Employers Are Using Social Media to Create Applicant Profiles
Watch what you post online. Another development tied to the technology’s rise, employers are now creating entire profiles of people based on the individual’s social media presence, says Wired. This is being done even for people who aren’t searching for a job. Companies are compiling their own resumes for candidates by reviewing people’s profiles on Facebook, LinkedIn, Twitter, and more. Using this information, companies then pull in big data to further identify patterns of behavior or skills and interests that would make an individual a good fit for a particular job, says Wired.
It’s Easier to Research Potential Employers
The research capabilities work both ways these days. With the abundance of information now available online, it has become far easier for job searchers to find out everything they need to know about a potential employer well before applying or interviewing. “Job seekers are researching potential employers not only for cultural fit, but for social responsibility initiatives, employee feedback, salary competitiveness, benefit offerings, you name it,” says Heather Becker, a senior consultant for 4 Point Consulting. “Applicants are utilizing available tools to glean information about companies before committing time to a phone screen or face-to-face.”
You Can Now Read Online Reviews of Potential Employers
Need an example of just how much online information is available these days about a potential employer? One of the top developments in terms of creating transparency for the job seeker is the creation of sites like Glassdoor, which was launched in 2008 and provides a wealth of information about companies, including perhaps most notably, detailed reviews from current and previous employees. The site also has a growing database of CEO approval ratings, salary reports, interview reviews, benefit reviews, and even office photos.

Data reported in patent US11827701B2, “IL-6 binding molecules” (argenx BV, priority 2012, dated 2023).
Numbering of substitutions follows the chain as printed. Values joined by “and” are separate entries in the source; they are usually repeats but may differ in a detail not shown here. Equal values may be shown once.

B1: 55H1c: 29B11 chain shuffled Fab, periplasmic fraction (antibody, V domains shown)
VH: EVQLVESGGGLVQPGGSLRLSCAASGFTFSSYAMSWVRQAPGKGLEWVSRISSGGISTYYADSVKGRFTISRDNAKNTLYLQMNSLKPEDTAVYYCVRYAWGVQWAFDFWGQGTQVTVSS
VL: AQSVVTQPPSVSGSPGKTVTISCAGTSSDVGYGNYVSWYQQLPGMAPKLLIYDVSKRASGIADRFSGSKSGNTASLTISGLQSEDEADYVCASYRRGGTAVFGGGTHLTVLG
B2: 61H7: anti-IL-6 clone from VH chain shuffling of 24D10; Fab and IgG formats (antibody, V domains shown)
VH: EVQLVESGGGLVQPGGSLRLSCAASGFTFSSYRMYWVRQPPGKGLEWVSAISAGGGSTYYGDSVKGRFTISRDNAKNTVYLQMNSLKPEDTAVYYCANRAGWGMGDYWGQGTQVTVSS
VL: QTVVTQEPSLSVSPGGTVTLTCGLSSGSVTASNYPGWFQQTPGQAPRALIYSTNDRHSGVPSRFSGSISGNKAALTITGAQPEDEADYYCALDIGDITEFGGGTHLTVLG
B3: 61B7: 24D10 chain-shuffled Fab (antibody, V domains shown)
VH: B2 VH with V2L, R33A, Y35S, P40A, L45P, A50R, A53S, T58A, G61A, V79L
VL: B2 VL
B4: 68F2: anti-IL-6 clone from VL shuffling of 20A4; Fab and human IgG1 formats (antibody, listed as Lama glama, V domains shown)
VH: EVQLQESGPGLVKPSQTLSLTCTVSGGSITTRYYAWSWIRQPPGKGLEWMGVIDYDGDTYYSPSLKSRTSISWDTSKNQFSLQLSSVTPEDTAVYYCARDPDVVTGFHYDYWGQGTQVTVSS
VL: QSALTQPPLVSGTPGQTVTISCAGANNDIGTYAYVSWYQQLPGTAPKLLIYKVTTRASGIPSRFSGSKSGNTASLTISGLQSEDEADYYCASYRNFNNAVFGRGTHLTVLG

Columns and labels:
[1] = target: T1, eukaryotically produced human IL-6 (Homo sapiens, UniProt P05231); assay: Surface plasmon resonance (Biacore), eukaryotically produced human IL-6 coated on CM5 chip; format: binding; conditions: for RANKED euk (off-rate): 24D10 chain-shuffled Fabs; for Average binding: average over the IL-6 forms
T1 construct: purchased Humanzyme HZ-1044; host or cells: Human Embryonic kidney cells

Online Tools Allow Applicants to Passively Search for Jobs
LinkedIn has brought about many changes with regard to job searching — some good, some bad. One of the positive changes is that you can now be an entirely passive job searcher with a simple click of a button on the social platform. “You can have your LinkedIn set so that companies and recruiters can see you are available, almost like a virtual job fair that runs constantly until you decide to pull it back,” says Lucas Group’s McGee.
Interviews Can Be Done via FaceTime and Skype
Yet another development McGee has noticed in recent years is that most initial interviews are being conducted via Skype or FaceTime, rather than in person. This is often the case until a candidate makes it to the final round of interviews with a potential employer. “Almost everybody and their brother is doing it,” says McGee. “It saves time and money. We can do a lot of interviewing on Facetime or Skype, and then pick the final two candidates and bring them in.”
One-Way Video Interviews Have Become Increasingly Popular